Eleven years after the Sept. 11, 2001, attacks on the World Trade Center, the Monsignor Danz Knights of Columbus Council 2459 is still honoring the first responders who protect the community.
In 2002, the Knights began organizing the Blue Mass at St. Joseph Catholic Church, a church service designed specifically to say thank you to policemen, firefighters and military personnel. The Winchester service is the only Blue Mass in the area held every year since 2001.
“It’s important to us to keep it going for the community. ... Everybody’s invited, not just the parishioners of St. Joseph,” Jim Barlow, chancellor of Council 2459, said.
Mass begins at 10 a.m. in the church sanctuary, followed by a luncheon at St. Joseph Hall.
The Mass is one of the Council’s biggest projects annually, part of its mission to serve the community and local organizations.
“I think it really helps them (first responders) to know the community recognizes the service they give,” Barlow said.
This year will be Father Frank Brawner’s first time leading the service, after assisting the Most Rev. Ronald W. Gainer, bishop of the Lexington diocese, with a special 10-year anniversary mass in 2011.
Winchester Mayor Ed Burtner said he appreciates what the event does for the community as a whole, as well as the first responders.
“It raises awareness for the events that happened Sept. 11, 2001. I think the further away we get from those events, we tend to forget the sacrifice. I think it’s important that we honor our first responders and their work for making the community a safer place. It’s an event I look forward to every year,” Burtner said.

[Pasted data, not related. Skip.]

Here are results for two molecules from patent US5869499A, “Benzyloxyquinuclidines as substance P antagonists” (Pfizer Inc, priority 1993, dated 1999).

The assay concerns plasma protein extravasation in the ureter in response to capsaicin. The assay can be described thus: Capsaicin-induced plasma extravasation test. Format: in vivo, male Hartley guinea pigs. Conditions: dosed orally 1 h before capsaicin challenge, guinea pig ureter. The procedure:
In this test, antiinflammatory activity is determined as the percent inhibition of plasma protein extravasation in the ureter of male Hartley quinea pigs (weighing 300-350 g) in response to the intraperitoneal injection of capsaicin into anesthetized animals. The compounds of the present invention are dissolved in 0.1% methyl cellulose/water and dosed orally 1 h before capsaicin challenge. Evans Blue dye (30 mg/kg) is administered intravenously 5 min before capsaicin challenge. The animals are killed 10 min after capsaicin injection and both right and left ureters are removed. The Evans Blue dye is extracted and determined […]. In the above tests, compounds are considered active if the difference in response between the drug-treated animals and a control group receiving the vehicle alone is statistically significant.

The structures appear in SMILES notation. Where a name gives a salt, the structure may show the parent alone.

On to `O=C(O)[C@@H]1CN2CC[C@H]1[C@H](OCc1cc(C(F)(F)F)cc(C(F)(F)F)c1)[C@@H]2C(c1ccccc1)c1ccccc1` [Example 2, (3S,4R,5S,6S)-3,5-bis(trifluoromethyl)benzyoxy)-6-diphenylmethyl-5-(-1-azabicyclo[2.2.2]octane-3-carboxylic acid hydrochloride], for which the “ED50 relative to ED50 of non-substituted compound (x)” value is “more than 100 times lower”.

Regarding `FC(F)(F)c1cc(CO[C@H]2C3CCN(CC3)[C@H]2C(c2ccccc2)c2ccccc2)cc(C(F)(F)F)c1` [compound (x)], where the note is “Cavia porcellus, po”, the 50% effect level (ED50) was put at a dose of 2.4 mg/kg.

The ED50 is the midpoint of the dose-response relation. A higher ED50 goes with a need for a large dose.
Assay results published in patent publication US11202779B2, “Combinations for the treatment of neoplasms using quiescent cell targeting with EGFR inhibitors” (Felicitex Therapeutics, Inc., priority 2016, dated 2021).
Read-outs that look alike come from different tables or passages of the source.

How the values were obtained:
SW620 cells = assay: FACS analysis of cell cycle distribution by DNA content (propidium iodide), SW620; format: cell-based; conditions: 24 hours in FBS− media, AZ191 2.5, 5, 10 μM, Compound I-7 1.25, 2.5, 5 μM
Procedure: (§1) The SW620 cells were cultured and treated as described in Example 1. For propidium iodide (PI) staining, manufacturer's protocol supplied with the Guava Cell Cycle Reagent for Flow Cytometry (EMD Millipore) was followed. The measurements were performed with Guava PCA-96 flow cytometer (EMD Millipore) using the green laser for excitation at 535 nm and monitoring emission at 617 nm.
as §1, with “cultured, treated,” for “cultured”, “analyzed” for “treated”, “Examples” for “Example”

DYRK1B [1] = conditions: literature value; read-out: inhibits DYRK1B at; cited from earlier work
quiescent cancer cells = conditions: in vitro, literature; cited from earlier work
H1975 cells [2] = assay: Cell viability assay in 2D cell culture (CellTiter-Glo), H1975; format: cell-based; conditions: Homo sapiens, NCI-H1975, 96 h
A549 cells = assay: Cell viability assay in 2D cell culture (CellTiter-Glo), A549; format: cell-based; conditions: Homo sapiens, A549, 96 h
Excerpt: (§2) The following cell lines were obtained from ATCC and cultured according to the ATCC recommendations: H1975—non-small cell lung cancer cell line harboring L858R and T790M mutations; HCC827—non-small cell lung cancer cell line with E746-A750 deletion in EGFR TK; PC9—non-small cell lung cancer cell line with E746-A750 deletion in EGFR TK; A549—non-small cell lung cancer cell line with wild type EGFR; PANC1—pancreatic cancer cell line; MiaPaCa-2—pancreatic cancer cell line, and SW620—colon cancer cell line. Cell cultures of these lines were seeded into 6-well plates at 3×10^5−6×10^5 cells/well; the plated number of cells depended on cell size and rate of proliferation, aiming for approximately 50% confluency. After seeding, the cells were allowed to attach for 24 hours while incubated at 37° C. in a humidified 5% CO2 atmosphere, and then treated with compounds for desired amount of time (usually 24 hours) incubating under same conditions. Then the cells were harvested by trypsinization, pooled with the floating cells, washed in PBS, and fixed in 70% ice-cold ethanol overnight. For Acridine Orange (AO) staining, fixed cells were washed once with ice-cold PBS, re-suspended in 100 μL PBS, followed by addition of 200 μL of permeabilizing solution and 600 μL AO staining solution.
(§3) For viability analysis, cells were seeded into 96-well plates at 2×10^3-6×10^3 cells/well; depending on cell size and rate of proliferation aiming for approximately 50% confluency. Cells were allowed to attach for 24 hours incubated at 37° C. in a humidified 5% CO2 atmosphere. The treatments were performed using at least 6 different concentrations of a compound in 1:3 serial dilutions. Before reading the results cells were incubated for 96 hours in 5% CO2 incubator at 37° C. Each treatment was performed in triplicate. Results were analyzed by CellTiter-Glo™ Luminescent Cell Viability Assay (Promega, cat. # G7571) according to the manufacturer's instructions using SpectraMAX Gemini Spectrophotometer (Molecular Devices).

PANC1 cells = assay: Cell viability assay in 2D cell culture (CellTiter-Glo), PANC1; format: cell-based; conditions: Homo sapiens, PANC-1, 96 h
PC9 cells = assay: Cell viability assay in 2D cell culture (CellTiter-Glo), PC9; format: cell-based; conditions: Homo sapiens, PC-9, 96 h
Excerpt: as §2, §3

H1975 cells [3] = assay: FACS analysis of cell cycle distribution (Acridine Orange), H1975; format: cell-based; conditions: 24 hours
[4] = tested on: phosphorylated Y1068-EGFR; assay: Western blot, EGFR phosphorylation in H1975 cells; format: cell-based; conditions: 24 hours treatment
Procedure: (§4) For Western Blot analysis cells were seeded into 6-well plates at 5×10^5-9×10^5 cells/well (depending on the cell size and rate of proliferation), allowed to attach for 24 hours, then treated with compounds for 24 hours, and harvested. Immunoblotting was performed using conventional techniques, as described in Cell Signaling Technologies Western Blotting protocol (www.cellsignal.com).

Mass organizers also try to involve St. Agatha Academy students, many of whom were not yet born in 2001.
“We think it’s important, and I think St. Agatha thinks it’s important to have the students learn citizenship and have respect for those who protect us 24-7,” Barlow said.
In 2011, the students made posters to decorate the church and St. Joseph Hall to show the first responders their appreciation. The guests of honor enjoyed seeing the posters so much, the students were asked to do the project again this year, Barlow said. Several firefighters and police officers took posters back to their stations as a memento of the event.
The Knights of Columbus expect a large group of first responders to attend, and Barlow said many come to the service while off duty.
“We’ve normally filled up almost half the church with first responders,”¿Barlow said.
For first responders, the mass is a morale booster, a reminder their work does not go unnoticed.
“I think the first responders appreciate it when people say thank you and express gratitude,” Burtner said.